2015-16 Topic: Asian Authoritarianisms. In the wake of Arab Spring, the Asia Pacific has displaced the Middle East in the spotlight as a holdout region whose countries remain significantly resistant to global democratizing tends. Despite notable breakthroughs in Taiwan, Korea and more recently, Indonesia, the region remains home to a remarkably diverse group of functioning authoritarian and semi-authoritarian regimes, including Vietnam, North Korea, Myanmar, Singapore, China and Malaysia. In the light of the growing interest among social scientists in the authoritarian revival, this course will seek to explore the conditions for authoritarian sustainability and prospects for political change in the region.

CAS498Y1/H1: Independent Research
Supervised independent research on a topic agreed on by the student and supervisor before enrolment in the course. Open in exceptional circumstances to advanced students with a strong background in Contemporary Asian Studies.  Application for enrolment should be made in the preceding term. A maximum of 1 FCE of Independent Research courses is allowed per program. Contact hours may vary, but typically comprise of one hour per week.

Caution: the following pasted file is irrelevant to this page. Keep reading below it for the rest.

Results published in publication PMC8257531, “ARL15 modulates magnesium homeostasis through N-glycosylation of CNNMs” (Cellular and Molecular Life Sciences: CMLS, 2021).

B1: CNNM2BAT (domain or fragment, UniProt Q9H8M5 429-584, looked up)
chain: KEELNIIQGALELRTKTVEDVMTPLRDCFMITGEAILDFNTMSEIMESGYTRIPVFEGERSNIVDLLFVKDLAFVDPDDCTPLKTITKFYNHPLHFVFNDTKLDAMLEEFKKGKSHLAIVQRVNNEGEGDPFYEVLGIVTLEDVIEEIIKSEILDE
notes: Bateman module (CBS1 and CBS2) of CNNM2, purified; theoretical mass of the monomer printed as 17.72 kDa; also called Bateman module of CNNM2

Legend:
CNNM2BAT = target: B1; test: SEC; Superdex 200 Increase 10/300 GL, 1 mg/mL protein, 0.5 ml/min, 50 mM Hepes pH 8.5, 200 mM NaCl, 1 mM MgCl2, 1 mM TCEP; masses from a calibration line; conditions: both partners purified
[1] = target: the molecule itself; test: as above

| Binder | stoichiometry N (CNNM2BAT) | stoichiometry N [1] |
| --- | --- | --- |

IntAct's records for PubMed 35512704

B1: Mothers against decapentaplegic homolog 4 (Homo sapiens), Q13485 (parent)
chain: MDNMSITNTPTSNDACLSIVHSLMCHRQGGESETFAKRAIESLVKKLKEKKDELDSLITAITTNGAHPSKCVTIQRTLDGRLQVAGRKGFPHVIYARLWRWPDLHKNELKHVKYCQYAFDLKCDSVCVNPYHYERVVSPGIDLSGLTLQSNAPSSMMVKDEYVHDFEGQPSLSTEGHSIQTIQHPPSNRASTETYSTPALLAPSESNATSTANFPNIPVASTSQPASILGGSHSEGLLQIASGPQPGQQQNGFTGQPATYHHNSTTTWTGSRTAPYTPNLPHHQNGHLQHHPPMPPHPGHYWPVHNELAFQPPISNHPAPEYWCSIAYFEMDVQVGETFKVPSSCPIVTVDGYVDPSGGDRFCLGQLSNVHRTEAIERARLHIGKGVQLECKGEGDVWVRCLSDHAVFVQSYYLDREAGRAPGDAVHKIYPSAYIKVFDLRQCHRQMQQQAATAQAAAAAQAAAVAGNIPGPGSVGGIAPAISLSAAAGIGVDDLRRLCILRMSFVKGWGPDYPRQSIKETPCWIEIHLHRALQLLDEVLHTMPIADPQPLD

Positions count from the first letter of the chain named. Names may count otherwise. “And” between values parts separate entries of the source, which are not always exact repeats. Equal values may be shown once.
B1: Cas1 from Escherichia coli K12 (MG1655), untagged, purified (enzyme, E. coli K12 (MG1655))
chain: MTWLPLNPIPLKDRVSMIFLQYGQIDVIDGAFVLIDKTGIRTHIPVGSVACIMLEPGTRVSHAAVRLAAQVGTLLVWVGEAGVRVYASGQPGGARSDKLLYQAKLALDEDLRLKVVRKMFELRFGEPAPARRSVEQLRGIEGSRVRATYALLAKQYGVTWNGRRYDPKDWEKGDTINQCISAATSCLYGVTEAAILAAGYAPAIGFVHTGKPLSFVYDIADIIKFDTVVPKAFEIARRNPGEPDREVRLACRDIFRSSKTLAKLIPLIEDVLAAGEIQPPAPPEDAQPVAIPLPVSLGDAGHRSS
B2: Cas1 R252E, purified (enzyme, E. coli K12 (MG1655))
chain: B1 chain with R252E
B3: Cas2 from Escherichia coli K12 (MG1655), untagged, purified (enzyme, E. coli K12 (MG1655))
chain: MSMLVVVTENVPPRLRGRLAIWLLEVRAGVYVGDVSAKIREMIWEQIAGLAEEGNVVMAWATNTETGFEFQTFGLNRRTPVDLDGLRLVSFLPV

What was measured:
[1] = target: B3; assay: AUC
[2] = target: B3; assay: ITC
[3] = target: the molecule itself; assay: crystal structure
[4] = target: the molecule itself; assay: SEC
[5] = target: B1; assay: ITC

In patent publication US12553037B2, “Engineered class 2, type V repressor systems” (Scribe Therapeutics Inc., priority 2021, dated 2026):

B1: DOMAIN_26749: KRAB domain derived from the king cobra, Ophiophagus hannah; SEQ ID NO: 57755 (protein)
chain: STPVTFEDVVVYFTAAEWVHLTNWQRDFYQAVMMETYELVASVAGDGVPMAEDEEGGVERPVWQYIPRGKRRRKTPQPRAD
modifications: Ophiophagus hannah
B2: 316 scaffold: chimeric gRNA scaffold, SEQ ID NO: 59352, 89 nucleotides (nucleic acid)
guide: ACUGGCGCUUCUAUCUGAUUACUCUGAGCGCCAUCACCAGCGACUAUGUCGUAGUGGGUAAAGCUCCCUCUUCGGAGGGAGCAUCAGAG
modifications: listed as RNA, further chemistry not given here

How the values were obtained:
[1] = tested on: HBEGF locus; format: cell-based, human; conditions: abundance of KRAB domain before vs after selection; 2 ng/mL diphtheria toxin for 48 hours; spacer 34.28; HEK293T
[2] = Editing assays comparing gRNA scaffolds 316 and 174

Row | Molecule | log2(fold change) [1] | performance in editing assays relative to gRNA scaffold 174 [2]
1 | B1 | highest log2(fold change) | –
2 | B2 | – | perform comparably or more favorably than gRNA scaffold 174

CAS450H1Asian Pathways Research Practicum
This qualitative methods course provides opportunities for students to conduct oral history projects in Toronto’s Asian communities. Personal stories and inter-generational legacies of migration are uncovered in order to learn about the continuities and disjunctures between contemporary and historical forms of mobility from East, South and Southeast Asia.

Asian languages

While the Asian Institute does not sponsor any language courses at the University of Toronto, students in CAS are strongly encouraged to take at least one year of an Asian language while in the CAS program.   On St. George campus, the Department of East Asian Studies offers courses in Chinese, Korean, and Japanese.  Alternatively,  UTM and UTSC also offer courses in Asian languages, including Chinese, Japanese, Hindi, Sanskrit, and Tamil.

Quantitative Reasoning Competency